My wife and I were on the beach with our grandchildren a couple of weeks ago and five-year-old Rhys wanted me to help him make a sandcastle.
He’d filled up the bucket with wet sand so we patted it down and tipped it out for him to begin decorating with pebbles. As he pushed on into the side of the little castle it began to break down and I warned him not to be too rough with it.
Without even looking up he said: “I know. It’ll fall down because it’s built on sand. The Bible says that.”
I asked him where he’d heard that and he told me about his club at church in Plymouth. Then, within seconds he had forgotten all about his mini-sermon and he was off down the beach on another adventure: to get more sand or to try to dam up the river.
For Rhys the Bible, the sandcastle, the pebble and the conversation about God were all one big picture – they were all a part of the big excitement that was his life at that moment.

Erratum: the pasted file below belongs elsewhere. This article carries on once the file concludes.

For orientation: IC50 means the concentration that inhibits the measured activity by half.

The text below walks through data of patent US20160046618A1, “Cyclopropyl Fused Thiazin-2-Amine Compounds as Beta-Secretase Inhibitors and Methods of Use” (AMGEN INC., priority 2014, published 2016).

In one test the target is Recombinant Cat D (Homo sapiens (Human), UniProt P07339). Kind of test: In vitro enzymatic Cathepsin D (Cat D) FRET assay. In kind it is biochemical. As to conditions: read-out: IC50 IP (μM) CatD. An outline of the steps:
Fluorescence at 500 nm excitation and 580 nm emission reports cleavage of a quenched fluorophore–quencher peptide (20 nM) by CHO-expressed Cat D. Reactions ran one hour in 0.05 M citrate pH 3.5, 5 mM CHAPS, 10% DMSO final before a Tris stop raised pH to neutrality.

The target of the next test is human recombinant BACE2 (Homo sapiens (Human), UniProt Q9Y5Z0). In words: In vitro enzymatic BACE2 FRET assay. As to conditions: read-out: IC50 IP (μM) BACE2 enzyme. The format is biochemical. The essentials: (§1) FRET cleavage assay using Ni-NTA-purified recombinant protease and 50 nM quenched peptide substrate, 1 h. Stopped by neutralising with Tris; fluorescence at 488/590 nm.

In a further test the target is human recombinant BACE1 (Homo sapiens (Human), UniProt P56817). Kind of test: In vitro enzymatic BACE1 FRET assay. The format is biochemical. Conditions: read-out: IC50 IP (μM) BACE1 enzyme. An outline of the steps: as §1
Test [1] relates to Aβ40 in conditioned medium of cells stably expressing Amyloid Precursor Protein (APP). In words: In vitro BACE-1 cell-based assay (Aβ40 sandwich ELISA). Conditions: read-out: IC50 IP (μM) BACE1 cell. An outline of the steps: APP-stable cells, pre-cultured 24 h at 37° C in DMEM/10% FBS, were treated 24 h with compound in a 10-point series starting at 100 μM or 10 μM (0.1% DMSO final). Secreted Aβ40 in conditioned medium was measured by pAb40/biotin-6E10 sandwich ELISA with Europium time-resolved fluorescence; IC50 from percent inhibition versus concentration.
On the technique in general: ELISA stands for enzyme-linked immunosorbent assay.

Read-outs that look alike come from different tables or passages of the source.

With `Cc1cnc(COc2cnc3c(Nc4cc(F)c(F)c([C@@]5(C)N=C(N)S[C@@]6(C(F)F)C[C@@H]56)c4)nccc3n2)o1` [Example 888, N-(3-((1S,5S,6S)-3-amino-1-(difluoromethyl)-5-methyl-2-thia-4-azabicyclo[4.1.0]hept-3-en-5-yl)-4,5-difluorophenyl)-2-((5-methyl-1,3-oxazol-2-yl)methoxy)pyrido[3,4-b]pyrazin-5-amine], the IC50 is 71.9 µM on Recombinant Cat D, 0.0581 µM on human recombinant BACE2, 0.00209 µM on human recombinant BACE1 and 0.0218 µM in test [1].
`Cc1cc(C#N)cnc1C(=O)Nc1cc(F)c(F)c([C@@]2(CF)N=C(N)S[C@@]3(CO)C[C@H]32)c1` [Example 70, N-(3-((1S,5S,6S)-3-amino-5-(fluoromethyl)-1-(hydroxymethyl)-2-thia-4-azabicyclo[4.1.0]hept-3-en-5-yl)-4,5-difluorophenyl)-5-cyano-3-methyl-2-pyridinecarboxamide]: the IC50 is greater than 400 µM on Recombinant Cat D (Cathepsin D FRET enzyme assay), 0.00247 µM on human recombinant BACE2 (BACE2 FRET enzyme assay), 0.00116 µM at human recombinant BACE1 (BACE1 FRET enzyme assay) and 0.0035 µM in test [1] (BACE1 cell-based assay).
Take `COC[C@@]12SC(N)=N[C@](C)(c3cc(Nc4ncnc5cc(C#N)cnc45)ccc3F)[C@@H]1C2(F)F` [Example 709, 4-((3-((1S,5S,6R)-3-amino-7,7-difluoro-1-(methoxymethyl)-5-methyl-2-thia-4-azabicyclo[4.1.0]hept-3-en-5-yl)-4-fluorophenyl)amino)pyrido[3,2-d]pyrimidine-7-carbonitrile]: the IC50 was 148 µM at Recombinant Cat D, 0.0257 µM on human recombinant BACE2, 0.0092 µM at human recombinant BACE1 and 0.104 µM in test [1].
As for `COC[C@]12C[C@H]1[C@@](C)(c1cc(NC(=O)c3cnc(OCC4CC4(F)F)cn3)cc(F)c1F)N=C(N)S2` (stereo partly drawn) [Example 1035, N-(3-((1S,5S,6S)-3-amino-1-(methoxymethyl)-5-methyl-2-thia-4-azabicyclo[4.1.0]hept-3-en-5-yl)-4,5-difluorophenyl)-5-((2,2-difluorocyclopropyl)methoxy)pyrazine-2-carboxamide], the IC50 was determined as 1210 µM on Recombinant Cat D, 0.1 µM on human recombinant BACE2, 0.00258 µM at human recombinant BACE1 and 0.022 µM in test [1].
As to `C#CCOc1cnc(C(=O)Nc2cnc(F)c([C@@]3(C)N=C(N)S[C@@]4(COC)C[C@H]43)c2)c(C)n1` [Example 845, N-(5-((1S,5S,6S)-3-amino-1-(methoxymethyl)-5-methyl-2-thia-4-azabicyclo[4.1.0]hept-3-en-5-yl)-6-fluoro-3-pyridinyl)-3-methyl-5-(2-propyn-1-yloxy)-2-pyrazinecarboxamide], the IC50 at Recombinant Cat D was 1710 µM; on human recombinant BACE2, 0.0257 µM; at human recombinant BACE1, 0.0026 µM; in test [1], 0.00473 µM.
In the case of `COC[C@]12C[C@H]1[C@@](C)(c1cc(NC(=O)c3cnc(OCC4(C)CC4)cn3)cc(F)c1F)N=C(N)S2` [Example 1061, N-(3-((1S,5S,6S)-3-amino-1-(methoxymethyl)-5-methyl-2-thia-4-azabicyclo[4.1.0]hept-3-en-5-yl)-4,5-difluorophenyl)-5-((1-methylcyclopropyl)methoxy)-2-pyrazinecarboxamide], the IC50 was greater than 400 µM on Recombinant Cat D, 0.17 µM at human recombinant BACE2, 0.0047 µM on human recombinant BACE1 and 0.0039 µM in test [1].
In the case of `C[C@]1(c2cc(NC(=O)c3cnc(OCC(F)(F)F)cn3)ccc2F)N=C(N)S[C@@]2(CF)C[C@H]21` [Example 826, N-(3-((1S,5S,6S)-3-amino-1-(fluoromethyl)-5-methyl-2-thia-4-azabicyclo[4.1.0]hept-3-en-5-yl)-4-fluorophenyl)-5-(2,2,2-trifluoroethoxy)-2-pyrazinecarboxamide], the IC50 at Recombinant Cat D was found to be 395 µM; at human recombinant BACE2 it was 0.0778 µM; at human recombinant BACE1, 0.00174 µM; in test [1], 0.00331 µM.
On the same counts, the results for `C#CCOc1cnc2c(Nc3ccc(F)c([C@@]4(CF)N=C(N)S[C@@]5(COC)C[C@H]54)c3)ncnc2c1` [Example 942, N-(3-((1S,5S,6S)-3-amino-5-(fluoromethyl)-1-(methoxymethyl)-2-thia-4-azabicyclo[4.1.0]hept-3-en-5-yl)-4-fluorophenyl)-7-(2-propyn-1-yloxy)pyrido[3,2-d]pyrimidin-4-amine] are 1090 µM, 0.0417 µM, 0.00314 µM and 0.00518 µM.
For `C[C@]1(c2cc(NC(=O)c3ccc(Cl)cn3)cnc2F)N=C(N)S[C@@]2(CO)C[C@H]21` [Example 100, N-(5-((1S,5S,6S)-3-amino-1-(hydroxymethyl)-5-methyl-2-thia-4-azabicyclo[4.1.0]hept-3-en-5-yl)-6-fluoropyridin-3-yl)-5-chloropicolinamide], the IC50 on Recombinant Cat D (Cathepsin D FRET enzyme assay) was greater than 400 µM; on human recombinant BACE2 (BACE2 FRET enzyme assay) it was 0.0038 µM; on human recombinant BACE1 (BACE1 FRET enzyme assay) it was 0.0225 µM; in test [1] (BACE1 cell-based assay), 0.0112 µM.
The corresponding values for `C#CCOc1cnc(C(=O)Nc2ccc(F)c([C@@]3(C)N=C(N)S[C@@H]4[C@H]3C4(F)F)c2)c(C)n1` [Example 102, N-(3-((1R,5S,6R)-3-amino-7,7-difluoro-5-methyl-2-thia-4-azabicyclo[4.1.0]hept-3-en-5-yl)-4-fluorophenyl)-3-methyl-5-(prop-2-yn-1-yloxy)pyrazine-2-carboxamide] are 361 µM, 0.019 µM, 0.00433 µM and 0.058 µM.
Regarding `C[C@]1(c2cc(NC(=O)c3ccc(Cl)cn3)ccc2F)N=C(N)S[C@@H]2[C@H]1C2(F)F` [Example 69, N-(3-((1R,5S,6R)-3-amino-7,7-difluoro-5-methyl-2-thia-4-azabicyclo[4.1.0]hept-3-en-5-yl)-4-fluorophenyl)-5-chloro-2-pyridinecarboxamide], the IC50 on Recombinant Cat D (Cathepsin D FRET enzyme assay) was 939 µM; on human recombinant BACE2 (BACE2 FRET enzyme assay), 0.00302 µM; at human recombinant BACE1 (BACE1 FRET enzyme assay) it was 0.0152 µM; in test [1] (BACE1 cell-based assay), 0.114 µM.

Wouldn’t it be great if we could see everything we are doing as part of one great inseparable God-inspired picture?
Those of us who are Christians try in different ways to make contact with our communities and show them the love of Jesus. The difference is that often when we’re asked why, we never quite make the leap to slip in the Jesus part of the conversation. We never quite get to tell people that we are providing them with a meeting place, giving them a meal, getting their prescription, running their children’s holiday club because we believe that God is crazy about them and sent Jesus to earth to die for them.
I now it’s easy to be over-sentimental about our children and as a grandparent I can fall into that trap all too quickly, but Jesus used the idea of childlike acceptance of God’s love for us as the measure of faith. The reason we are in communities is to be the Body of Christ, visible through loving service. As you read through the stories in this edition of TCN, just reflect on where in his great big exciting picture God has put you. And who can you tell about it?